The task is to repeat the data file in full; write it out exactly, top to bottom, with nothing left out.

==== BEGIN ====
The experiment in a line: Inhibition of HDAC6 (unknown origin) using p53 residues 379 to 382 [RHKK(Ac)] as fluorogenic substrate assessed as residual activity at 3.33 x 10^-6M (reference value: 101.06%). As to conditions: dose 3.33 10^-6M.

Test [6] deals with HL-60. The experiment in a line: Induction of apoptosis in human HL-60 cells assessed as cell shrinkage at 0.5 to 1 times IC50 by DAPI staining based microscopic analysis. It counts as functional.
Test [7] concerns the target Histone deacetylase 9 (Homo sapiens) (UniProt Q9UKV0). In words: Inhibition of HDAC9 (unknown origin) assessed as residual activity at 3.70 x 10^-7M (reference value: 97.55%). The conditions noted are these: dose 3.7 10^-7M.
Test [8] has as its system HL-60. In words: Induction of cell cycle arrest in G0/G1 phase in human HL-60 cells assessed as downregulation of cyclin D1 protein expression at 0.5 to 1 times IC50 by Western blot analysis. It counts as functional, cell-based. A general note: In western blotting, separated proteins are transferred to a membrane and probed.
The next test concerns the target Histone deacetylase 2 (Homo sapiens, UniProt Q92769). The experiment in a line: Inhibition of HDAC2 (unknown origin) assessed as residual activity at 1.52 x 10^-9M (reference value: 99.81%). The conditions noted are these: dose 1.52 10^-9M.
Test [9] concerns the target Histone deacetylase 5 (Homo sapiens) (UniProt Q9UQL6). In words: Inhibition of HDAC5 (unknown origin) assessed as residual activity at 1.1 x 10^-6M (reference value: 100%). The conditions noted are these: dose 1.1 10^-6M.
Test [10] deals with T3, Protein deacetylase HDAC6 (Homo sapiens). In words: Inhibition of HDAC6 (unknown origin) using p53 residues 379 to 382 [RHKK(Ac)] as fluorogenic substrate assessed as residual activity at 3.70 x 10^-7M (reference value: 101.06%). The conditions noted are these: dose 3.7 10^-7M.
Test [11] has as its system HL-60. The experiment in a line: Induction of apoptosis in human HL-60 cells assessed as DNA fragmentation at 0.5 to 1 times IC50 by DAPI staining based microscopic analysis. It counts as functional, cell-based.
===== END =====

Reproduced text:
The experiment in a line: Inhibition of HDAC6 (unknown origin) using p53 residues 379 to 382 [RHKK(Ac)] as fluorogenic substrate assessed as residual activity at 3.33 x 10^-6M (reference value: 101.06%). As to conditions: dose 3.33 10^-6M.

Test [6] deals with HL-60. The experiment in a line: Induction of apoptosis in human HL-60 cells assessed as cell shrinkage at 0.5 to 1 times IC50 by DAPI staining based microscopic analysis. It counts as functional.
Test [7] concerns the target Histone deacetylase 9 (Homo sapiens) (UniProt Q9UKV0). In words: Inhibition of HDAC9 (unknown origin) assessed as residual activity at 3.70 x 10^-7M (reference value: 97.55%). The conditions noted are these: dose 3.7 10^-7M.
Test [8] has as its system HL-60. In words: Induction of cell cycle arrest in G0/G1 phase in human HL-60 cells assessed as downregulation of cyclin D1 protein expression at 0.5 to 1 times IC50 by Western blot analysis. It counts as functional, cell-based. A general note: In western blotting, separated proteins are transferred to a membrane and probed.
The next test concerns the target Histone deacetylase 2 (Homo sapiens, UniProt Q92769). The experiment in a line: Inhibition of HDAC2 (unknown origin) assessed as residual activity at 1.52 x 10^-9M (reference value: 99.81%). The conditions noted are these: dose 1.52 10^-9M.
Test [9] concerns the target Histone deacetylase 5 (Homo sapiens) (UniProt Q9UQL6). In words: Inhibition of HDAC5 (unknown origin) assessed as residual activity at 1.1 x 10^-6M (reference value: 100%). The conditions noted are these: dose 1.1 10^-6M.
Test [10] deals with T3, Protein deacetylase HDAC6 (Homo sapiens). In words: Inhibition of HDAC6 (unknown origin) using p53 residues 379 to 382 [RHKK(Ac)] as fluorogenic substrate assessed as residual activity at 3.70 x 10^-7M (reference value: 101.06%). The conditions noted are these: dose 3.7 10^-7M.
Test [11] has as its system HL-60. The experiment in a line: Induction of apoptosis in human HL-60 cells assessed as DNA fragmentation at 0.5 to 1 times IC50 by DAPI staining based microscopic analysis. It counts as functional, cell-based.